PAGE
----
Iswaran interdicted from duty during CPIB probe, on a reduced pay of S$8,500 a month until further notice: PM Lee
The Transport Minister will continue to draw an MP allowance.
SINGAPORE: Transport Minister S Iswaran has been interdicted from duty with a reduced pay of S$8,500 a month until further notice, said Prime Minister Lee Hsien Loong in a ministerial statement on Wednesday (Aug 2).
Mr Lee was speaking in parliament on the corruption probe involving Mr Iswaran, as well as the resignations of two MPs - former Speaker Tan Chuan-Jin and Ms Cheng Li Hui - over their extramarital affair.
More than 10 MPs had filed questions on matters related to the probe by the Corrupt Practices Investigation Bureau (CPIB).
Mr Iswaran was arrested by the Corrupt Practices Investigation Bureau (CPIB) on Jul 11. He is out on bail and has been placed on a leave of absence. CPIB's probe into Mr Iswaran also involves billionaire Ong Beng Seng, the man widely credited with bringing F1 racing to Singapore.
Given that such incidents involving ministers are rare, Mr Lee said that there is no rule or precedent on how to effect an interdiction on a political office holder. And as such, he used the current civil service practice as a reference point.
"The specific details in Minister Iswaran’s case follow generally how the civil service would deal with a senior officer in a similar situation," said the Prime Minister.
"But this was my decision as Prime Minister, because the political contexts for a minister and a civil servant being investigated and interdicted are different."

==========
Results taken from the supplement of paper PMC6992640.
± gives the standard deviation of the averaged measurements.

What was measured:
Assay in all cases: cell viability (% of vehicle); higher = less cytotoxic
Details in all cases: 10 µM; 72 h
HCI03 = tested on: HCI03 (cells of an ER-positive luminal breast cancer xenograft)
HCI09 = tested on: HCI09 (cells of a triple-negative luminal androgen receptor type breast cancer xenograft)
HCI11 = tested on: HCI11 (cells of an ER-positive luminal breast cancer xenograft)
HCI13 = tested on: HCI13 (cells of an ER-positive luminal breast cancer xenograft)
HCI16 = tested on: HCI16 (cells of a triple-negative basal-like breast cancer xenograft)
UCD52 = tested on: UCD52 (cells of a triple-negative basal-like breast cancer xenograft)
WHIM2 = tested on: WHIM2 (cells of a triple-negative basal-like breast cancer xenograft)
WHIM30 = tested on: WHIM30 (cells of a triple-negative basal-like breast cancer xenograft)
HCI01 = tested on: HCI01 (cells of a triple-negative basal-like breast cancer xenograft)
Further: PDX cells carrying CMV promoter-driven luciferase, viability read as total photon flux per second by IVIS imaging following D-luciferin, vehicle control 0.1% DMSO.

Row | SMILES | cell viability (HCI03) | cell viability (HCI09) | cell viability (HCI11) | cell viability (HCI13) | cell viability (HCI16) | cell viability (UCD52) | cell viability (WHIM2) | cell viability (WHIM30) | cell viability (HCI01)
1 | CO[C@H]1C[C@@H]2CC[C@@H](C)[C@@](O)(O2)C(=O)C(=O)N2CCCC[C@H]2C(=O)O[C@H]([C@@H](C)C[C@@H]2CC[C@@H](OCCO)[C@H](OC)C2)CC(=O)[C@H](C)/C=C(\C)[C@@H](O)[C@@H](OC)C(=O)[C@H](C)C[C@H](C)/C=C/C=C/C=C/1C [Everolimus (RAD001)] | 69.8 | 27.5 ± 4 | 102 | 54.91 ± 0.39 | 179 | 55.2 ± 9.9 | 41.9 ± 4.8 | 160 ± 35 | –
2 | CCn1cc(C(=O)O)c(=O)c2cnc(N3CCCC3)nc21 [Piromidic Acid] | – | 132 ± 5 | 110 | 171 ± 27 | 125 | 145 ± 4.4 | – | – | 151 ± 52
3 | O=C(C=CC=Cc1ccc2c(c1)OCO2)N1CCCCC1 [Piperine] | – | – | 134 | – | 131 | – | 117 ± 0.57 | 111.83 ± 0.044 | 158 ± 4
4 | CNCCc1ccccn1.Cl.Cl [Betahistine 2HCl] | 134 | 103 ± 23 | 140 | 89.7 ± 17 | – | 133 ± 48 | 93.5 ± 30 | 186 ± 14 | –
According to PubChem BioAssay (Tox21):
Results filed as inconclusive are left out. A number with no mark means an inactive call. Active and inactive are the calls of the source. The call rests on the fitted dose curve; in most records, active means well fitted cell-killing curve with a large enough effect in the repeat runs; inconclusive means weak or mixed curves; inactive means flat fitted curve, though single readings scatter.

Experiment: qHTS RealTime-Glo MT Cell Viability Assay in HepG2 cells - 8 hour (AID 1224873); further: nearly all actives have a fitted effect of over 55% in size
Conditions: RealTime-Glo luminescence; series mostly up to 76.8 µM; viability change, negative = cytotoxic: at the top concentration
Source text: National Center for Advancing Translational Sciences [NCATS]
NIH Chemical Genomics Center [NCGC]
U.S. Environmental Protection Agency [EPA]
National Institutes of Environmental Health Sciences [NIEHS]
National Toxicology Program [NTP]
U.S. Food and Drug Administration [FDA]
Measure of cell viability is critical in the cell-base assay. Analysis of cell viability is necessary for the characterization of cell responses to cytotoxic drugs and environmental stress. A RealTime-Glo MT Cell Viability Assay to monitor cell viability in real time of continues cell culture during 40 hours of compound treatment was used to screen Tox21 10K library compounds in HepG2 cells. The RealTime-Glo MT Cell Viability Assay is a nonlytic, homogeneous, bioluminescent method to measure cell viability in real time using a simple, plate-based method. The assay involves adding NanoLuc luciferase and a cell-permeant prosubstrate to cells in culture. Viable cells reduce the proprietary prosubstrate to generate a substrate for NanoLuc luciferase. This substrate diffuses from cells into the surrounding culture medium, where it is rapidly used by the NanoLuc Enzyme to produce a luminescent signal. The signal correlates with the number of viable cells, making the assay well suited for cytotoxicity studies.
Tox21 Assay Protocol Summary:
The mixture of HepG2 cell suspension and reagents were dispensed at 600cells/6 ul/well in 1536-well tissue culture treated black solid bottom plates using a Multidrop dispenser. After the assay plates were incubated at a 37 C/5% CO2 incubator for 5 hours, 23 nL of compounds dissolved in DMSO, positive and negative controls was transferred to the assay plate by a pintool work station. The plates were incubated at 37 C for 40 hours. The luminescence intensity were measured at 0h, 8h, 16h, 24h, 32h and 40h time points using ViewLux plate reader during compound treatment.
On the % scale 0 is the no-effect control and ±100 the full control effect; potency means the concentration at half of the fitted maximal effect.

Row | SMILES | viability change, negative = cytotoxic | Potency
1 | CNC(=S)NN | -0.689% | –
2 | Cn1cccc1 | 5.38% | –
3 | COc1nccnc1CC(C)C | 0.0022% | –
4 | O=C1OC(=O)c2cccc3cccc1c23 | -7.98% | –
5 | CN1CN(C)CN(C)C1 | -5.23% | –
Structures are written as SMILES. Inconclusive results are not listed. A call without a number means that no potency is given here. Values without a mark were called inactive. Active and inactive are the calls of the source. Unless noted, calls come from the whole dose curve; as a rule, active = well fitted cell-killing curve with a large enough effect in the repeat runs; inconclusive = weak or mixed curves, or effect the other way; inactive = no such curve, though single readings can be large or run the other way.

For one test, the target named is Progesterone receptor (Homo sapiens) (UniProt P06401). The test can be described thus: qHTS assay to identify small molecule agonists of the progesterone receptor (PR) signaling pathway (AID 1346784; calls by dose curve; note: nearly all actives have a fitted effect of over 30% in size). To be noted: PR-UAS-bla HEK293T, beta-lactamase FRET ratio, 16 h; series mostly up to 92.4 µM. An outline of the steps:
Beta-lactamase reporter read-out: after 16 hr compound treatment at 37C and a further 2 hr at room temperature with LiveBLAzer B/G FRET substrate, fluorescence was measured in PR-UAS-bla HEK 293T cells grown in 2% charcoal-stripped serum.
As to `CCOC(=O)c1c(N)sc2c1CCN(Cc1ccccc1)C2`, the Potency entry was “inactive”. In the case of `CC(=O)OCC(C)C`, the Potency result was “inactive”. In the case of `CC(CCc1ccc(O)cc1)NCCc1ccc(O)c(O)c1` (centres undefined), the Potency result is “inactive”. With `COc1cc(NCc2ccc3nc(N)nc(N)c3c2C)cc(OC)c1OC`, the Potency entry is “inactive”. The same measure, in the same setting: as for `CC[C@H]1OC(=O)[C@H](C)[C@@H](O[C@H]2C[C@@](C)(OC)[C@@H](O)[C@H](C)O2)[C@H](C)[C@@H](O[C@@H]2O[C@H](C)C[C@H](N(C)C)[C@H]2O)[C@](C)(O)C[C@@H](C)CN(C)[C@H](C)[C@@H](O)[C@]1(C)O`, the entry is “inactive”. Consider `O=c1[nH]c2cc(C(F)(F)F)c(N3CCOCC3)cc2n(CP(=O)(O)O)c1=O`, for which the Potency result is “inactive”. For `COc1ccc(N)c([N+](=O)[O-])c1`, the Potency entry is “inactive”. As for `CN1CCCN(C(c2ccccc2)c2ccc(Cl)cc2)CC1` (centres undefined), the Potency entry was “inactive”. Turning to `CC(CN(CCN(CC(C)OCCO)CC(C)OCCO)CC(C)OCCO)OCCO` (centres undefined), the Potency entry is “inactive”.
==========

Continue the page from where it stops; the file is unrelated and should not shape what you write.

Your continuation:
According to the Public Service Division, as of 2023, the benchmark level of a minister's monthly salary stands at S$55,000, which means Mr Iswaran's reduced pay of S$8,500 works out to about 15 per cent of the benchmark.
FACTS OF THE CASE
Briefly running through the facts of the case, Mr Lee said that while investigating a "separate matter", CPIB came across some information concerning Minister Iswaran that "merited investigation".
CPIB alerted Mr Lee on May 29, and pursued the lead further "on their own volition". Mr Lee was briefed on the findings by the director of CPIB on Jul 5.
"He told me that CPIB would need to interview Minister Iswaran to take the investigation further, and sought my concurrence to open a formal investigation," said Mr Lee, who gave his concurrence the next day.
Mr Iswaran was brought in by CPIB on Jul 11, and subsequently released on bail.
Mr Lee added that CPIB investigations are still ongoing and that he is unable to provide more details on the case, so as not to prejudice the investigations in any way.
"I ask members of this House and the public to refrain from speculation and conjecture. We must allow CPIB to do its work, to investigate the matter fully, thoroughly and independently," he said.
When the investigation is completed, CPIB will submit its findings to the Attorney-General’s Chambers, which will decide what to do, he added.
"Whichever way the facts come out, the case will be taken to its logical conclusion. That has always been our way," said Mr Lee.
ISWARAN STILL GETS MP ALLOWANCE
Mr Lee then fielded questions from several MPs, including Mr Dennis Tan (WP-Hougang), who asked if Mr Iswaran’s allowance as an MP was also affected.
The annual MP allowance is S$192,500, or around S$16,000 a month.
Mr Lee said that Mr Iswaran still draws an MP’s allowance because this differs from a minister’s pay and does not come under the Prime Minister’s discretion.
“If you want to (remove the allowance), parliament has to move a motion to interdict the MP as an MP, and parliament has not done that. Neither, in previous cases, has parliament done that,” Mr Lee added.
“What has happened is that the MP has been on leave of absence, and eventually when the case is settled one way or another, then consequences follow.”